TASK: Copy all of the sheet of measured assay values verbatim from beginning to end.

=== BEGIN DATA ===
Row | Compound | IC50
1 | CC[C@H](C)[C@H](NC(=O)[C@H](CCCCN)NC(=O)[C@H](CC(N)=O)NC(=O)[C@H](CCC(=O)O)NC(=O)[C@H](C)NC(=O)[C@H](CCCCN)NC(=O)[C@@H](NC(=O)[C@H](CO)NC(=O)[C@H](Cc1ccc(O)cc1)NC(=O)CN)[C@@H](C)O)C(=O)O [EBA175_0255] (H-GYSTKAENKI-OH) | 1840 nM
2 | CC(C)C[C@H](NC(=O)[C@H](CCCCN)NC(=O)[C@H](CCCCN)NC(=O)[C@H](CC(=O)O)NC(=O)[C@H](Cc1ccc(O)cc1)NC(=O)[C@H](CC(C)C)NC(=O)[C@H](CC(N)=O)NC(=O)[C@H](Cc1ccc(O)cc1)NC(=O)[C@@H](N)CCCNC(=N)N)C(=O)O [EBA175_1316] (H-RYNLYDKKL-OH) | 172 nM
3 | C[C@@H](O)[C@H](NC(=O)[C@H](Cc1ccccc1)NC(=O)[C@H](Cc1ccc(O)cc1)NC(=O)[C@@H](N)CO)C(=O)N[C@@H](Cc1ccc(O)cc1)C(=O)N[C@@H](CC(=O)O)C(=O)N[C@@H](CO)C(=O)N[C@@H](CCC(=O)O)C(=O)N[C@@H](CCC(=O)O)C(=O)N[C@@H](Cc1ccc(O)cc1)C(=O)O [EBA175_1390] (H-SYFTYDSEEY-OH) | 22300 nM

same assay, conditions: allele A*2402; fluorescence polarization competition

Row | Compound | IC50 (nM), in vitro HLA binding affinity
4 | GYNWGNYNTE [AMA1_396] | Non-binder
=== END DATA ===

Row | Compound | IC50
1 | CC[C@H](C)[C@H](NC(=O)[C@H](CCCCN)NC(=O)[C@H](CC(N)=O)NC(=O)[C@H](CCC(=O)O)NC(=O)[C@H](C)NC(=O)[C@H](CCCCN)NC(=O)[C@@H](NC(=O)[C@H](CO)NC(=O)[C@H](Cc1ccc(O)cc1)NC(=O)CN)[C@@H](C)O)C(=O)O [EBA175_0255] (H-GYSTKAENKI-OH) | 1840 nM
2 | CC(C)C[C@H](NC(=O)[C@H](CCCCN)NC(=O)[C@H](CCCCN)NC(=O)[C@H](CC(=O)O)NC(=O)[C@H](Cc1ccc(O)cc1)NC(=O)[C@H](CC(C)C)NC(=O)[C@H](CC(N)=O)NC(=O)[C@H](Cc1ccc(O)cc1)NC(=O)[C@@H](N)CCCNC(=N)N)C(=O)O [EBA175_1316] (H-RYNLYDKKL-OH) | 172 nM
3 | C[C@@H](O)[C@H](NC(=O)[C@H](Cc1ccccc1)NC(=O)[C@H](Cc1ccc(O)cc1)NC(=O)[C@@H](N)CO)C(=O)N[C@@H](Cc1ccc(O)cc1)C(=O)N[C@@H](CC(=O)O)C(=O)N[C@@H](CO)C(=O)N[C@@H](CCC(=O)O)C(=O)N[C@@H](CCC(=O)O)C(=O)N[C@@H](Cc1ccc(O)cc1)C(=O)O [EBA175_1390] (H-SYFTYDSEEY-OH) | 22300 nM

same assay, conditions: allele A*2402; fluorescence polarization competition

Row | Compound | IC50 (nM), in vitro HLA binding affinity
4 | GYNWGNYNTE [AMA1_396] | Non-binder